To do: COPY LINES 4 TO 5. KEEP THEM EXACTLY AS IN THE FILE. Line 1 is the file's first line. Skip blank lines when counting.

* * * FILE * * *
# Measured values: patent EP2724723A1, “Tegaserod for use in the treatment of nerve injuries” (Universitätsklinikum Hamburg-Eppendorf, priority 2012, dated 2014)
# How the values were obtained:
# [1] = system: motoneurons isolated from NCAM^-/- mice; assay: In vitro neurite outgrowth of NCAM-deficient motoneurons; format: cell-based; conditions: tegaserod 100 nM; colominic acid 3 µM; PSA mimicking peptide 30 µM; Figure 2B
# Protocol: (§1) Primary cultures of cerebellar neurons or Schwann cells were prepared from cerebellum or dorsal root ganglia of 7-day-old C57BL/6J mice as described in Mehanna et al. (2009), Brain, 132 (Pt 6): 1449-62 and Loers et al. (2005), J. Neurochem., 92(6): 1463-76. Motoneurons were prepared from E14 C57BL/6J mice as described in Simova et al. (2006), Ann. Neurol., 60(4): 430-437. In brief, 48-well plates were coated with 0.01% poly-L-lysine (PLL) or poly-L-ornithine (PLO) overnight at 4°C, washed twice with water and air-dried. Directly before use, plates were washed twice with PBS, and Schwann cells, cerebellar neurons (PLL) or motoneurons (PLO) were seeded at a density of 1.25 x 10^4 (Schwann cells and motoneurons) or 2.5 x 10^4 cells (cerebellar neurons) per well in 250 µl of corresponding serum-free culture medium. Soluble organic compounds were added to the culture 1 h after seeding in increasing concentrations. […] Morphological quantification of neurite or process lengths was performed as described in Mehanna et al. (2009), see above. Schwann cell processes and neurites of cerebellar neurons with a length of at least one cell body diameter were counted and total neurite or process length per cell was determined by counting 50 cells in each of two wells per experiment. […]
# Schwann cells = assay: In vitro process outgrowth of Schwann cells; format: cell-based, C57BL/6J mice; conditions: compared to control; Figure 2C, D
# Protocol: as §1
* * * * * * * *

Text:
# Protocol: (§1) Primary cultures of cerebellar neurons or Schwann cells were prepared from cerebellum or dorsal root ganglia of 7-day-old C57BL/6J mice as described in Mehanna et al. (2009), Brain, 132 (Pt 6): 1449-62 and Loers et al. (2005), J. Neurochem., 92(6): 1463-76. Motoneurons were prepared from E14 C57BL/6J mice as described in Simova et al. (2006), Ann. Neurol., 60(4): 430-437. In brief, 48-well plates were coated with 0.01% poly-L-lysine (PLL) or poly-L-ornithine (PLO) overnight at 4°C, washed twice with water and air-dried. Directly before use, plates were washed twice with PBS, and Schwann cells, cerebellar neurons (PLL) or motoneurons (PLO) were seeded at a density of 1.25 x 10^4 (Schwann cells and motoneurons) or 2.5 x 10^4 cells (cerebellar neurons) per well in 250 µl of corresponding serum-free culture medium. Soluble organic compounds were added to the culture 1 h after seeding in increasing concentrations. […] Morphological quantification of neurite or process lengths was performed as described in Mehanna et al. (2009), see above. Schwann cell processes and neurites of cerebellar neurons with a length of at least one cell body diameter were counted and total neurite or process length per cell was determined by counting 50 cells in each of two wells per experiment. […]
# Schwann cells = assay: In vitro process outgrowth of Schwann cells; format: cell-based, C57BL/6J mice; conditions: compared to control; Figure 2C, D